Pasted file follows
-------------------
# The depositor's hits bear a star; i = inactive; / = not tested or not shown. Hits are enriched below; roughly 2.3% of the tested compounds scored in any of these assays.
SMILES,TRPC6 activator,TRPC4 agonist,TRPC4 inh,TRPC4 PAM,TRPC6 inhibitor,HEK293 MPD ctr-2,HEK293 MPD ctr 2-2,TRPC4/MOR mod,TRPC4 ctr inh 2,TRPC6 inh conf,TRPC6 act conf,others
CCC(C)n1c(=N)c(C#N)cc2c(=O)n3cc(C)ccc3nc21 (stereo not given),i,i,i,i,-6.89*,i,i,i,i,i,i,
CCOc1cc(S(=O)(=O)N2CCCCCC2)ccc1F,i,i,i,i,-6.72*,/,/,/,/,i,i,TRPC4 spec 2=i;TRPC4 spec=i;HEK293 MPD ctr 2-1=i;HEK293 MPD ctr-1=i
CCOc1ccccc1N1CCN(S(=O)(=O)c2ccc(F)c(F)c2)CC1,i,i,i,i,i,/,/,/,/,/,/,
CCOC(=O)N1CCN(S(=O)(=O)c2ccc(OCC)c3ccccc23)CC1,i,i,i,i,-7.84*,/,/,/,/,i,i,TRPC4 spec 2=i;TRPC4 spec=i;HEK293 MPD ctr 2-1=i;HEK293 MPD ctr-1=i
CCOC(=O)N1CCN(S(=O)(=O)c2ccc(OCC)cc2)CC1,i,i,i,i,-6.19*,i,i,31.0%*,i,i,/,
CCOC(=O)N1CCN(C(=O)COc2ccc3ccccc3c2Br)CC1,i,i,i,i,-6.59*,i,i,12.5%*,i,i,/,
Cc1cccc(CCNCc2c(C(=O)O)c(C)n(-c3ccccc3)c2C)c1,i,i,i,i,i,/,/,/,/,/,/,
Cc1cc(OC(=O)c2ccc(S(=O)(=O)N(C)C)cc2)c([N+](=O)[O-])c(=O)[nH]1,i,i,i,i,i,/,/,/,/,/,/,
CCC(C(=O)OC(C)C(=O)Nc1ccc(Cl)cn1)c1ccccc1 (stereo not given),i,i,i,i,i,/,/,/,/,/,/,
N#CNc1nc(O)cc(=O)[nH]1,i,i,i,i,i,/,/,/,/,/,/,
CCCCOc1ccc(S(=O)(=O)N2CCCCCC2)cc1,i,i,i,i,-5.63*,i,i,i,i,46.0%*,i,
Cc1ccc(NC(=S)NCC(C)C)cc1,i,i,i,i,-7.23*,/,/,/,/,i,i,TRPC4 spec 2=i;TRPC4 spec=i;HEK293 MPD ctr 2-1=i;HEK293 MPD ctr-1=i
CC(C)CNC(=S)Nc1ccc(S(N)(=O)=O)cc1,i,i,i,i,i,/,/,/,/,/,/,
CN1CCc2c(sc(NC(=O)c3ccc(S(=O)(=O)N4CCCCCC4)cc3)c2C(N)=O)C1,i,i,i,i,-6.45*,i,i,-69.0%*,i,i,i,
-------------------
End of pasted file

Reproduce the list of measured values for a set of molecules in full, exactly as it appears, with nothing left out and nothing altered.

# The depositor's hits bear a star; i = inactive; / = not tested or not shown. Hits are enriched below; roughly 2.3% of the tested compounds scored in any of these assays.
SMILES,TRPC6 activator,TRPC4 agonist,TRPC4 inh,TRPC4 PAM,TRPC6 inhibitor,HEK293 MPD ctr-2,HEK293 MPD ctr 2-2,TRPC4/MOR mod,TRPC4 ctr inh 2,TRPC6 inh conf,TRPC6 act conf,others
CCC(C)n1c(=N)c(C#N)cc2c(=O)n3cc(C)ccc3nc21 (stereo not given),i,i,i,i,-6.89*,i,i,i,i,i,i,
CCOc1cc(S(=O)(=O)N2CCCCCC2)ccc1F,i,i,i,i,-6.72*,/,/,/,/,i,i,TRPC4 spec 2=i;TRPC4 spec=i;HEK293 MPD ctr 2-1=i;HEK293 MPD ctr-1=i
CCOc1ccccc1N1CCN(S(=O)(=O)c2ccc(F)c(F)c2)CC1,i,i,i,i,i,/,/,/,/,/,/,
CCOC(=O)N1CCN(S(=O)(=O)c2ccc(OCC)c3ccccc23)CC1,i,i,i,i,-7.84*,/,/,/,/,i,i,TRPC4 spec 2=i;TRPC4 spec=i;HEK293 MPD ctr 2-1=i;HEK293 MPD ctr-1=i
CCOC(=O)N1CCN(S(=O)(=O)c2ccc(OCC)cc2)CC1,i,i,i,i,-6.19*,i,i,31.0%*,i,i,/,
CCOC(=O)N1CCN(C(=O)COc2ccc3ccccc3c2Br)CC1,i,i,i,i,-6.59*,i,i,12.5%*,i,i,/,
Cc1cccc(CCNCc2c(C(=O)O)c(C)n(-c3ccccc3)c2C)c1,i,i,i,i,i,/,/,/,/,/,/,
Cc1cc(OC(=O)c2ccc(S(=O)(=O)N(C)C)cc2)c([N+](=O)[O-])c(=O)[nH]1,i,i,i,i,i,/,/,/,/,/,/,
CCC(C(=O)OC(C)C(=O)Nc1ccc(Cl)cn1)c1ccccc1 (stereo not given),i,i,i,i,i,/,/,/,/,/,/,
N#CNc1nc(O)cc(=O)[nH]1,i,i,i,i,i,/,/,/,/,/,/,
CCCCOc1ccc(S(=O)(=O)N2CCCCCC2)cc1,i,i,i,i,-5.63*,i,i,i,i,46.0%*,i,
Cc1ccc(NC(=S)NCC(C)C)cc1,i,i,i,i,-7.23*,/,/,/,/,i,i,TRPC4 spec 2=i;TRPC4 spec=i;HEK293 MPD ctr 2-1=i;HEK293 MPD ctr-1=i
CC(C)CNC(=S)Nc1ccc(S(N)(=O)=O)cc1,i,i,i,i,i,/,/,/,/,/,/,
CN1CCc2c(sc(NC(=O)c3ccc(S(=O)(=O)N4CCCCCC4)cc3)c2C(N)=O)C1,i,i,i,i,-6.45*,i,i,-69.0%*,i,i,i,